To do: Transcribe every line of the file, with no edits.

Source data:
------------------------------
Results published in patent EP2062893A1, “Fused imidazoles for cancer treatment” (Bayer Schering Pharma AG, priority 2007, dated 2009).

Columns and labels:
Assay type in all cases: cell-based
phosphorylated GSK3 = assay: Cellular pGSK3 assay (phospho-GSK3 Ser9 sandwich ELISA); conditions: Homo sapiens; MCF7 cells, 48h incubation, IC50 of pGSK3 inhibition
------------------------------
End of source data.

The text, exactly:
Results published in patent EP2062893A1, “Fused imidazoles for cancer treatment” (Bayer Schering Pharma AG, priority 2007, dated 2009).

Columns and labels:
Assay type in all cases: cell-based
phosphorylated GSK3 = assay: Cellular pGSK3 assay (phospho-GSK3 Ser9 sandwich ELISA); conditions: Homo sapiens; MCF7 cells, 48h incubation, IC50 of pGSK3 inhibition